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Rise in CO2 levels is no cause for alarm

The biggest problem with the public discussion of global warming is the tendency of environmental advocates to distort the facts and exaggerate future consequences. Messrs. Goodstein and Wolf do both by claiming that carbon dioxide (CO2) is a 'pollutant' that will cause 'weather of mass destruction.'

In fact, CO2 is not a pollutant, either legally or scientifically. It is an essential element in the atmosphere that helps maintain life as part of the Earth's temperature-control system. There is no evidence that the recent rise in CO2 emissions has caused, or will cause, extreme weather events.

CO2 is a greenhouse gas, but the key scientific issue is the extent to which atmospheric CO2 generated by human sources affects global climate. The answer is not nearly as clear as some people believe. CO2 is created primarily by the burning of fossil fuels, but that same combustion process also generates other gases that have complex effects on climate, sometimes offsetting warming.

For example, most types of combustion create airborne particulates, or soot. Because soot is dark, it can warm the upper air by absorbing sunlight, and artificially cool the surface of the Earth.

Due to these and other factors, such as cloud formation, the National Academy of Sciences recently concluded that 'a causal linkage between the buildup of greenhouse gases in the atmosphere and the observed climate changes during the 20th century cannot be unequivocally established.'

The call for increased regulation of greenhouse gases presumes that current climate patterns represent the norm and that any change must be bad. But climate has fluctuated wildly for millennia and will continue to do so regardless of whether we reduce our consumption of fossil fuels.

A rise in global temperatures may actually be beneficial. Increased CO2 stimulates plant growth, so one possible outcome of global warming would be enhanced agricultural production and increased biological diversity.

Those who demand that the government take drastic measures to reduce fossil fuel use ignore the fact that the U.S. economy has doubled its energy efficiency during the past 50 years. This has largely occurred through market forces, not regulation.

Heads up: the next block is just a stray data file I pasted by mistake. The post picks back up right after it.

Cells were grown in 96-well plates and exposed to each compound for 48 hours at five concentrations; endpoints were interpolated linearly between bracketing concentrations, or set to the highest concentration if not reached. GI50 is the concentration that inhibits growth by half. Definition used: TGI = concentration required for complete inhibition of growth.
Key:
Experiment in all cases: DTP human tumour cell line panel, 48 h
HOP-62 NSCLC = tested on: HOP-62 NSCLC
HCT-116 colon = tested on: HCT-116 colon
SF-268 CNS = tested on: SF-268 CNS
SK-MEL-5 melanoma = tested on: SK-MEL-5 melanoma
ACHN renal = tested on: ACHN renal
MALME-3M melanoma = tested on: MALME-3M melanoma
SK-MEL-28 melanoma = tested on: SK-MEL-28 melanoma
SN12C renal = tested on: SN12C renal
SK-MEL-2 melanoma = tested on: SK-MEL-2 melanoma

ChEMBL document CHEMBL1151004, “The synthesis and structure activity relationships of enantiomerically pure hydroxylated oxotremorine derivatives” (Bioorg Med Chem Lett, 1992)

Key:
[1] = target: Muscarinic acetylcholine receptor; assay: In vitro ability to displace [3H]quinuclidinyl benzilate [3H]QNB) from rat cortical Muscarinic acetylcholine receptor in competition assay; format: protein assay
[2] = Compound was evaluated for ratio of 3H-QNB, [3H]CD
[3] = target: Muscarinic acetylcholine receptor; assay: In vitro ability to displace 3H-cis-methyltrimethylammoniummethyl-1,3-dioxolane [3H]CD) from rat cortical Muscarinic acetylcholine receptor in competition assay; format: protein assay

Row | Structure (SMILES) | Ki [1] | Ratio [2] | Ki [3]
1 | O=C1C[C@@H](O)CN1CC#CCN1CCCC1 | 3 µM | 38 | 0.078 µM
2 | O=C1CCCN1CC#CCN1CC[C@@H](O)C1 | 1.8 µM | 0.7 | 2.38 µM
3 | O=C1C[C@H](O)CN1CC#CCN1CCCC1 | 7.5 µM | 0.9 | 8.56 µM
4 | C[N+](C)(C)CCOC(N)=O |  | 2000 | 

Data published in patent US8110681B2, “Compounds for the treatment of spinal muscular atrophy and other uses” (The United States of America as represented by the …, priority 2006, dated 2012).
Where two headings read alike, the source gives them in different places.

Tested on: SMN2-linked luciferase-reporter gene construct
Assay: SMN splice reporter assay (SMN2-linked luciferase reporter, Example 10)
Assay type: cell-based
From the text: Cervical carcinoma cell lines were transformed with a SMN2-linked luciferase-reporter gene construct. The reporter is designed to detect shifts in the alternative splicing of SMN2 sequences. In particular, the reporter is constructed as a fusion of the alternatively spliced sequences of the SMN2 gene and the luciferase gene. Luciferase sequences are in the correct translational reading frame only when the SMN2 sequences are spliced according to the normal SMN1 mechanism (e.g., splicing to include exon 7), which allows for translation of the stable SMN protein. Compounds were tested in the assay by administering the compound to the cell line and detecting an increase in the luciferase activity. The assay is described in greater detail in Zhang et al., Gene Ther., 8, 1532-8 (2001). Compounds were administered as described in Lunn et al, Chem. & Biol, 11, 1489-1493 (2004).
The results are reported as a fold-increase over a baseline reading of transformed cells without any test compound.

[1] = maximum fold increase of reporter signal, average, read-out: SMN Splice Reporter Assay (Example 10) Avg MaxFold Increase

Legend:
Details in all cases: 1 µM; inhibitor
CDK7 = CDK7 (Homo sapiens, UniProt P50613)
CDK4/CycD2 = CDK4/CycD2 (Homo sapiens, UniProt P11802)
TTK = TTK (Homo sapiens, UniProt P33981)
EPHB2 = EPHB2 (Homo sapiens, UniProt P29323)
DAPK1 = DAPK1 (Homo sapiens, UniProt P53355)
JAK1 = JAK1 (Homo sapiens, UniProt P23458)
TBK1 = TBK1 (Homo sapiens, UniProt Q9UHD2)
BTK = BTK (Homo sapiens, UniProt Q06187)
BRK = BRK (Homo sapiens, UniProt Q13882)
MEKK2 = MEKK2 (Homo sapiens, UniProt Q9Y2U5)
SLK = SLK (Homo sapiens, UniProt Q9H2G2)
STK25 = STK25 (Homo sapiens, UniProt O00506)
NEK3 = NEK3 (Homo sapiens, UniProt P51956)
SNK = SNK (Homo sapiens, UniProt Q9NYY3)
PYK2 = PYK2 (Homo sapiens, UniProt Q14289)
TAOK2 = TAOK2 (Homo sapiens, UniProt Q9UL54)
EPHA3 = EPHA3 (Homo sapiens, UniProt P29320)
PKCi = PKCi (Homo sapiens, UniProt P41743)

Moreover, economic growth no longer means an automatic rise in CO2. While the U.S. gross domestic product grew by 32 percent from 1990 to 1999, energy-related CO2 emissions grew by only 12 percent. This means that we do not have to impose growth controls in order to minimize greenhouse gases; we simply have to encourage the continued technological innovation that is characteristic of a free-market economy.

The greatest worldwide environmental threat is not global warming; it's poverty. Millions of people die annually in developing countries because they lack adequate drinking water, sewage disposal or modern medicine.

Bjorn Lomborg, in his thoughtful book 'The Skeptical Environmentalist,' argues: 'Implementation of the Kyoto Protocol (an international global-warming treaty rejected by the Bush administration) would likely cost at least $150 billion per year, and possibly much more. UNICEF estimates that just $70 (billion) to $80 billion a year could give all Third World inhabitants access to the basics like health, education, water and sanitation.'

Instead of worrying about theoretical climate changes that we probably can't control anyway, we should focus on raising international standards of living. That will benefit the most people at the lowest cost and will better prepare us to cope with the future.

John Charles is environmental policy director at Cascade Policy Institute, a free-market think tank in Portland. He holds a master's degree from Portland State University and lives in rural Clackamas County.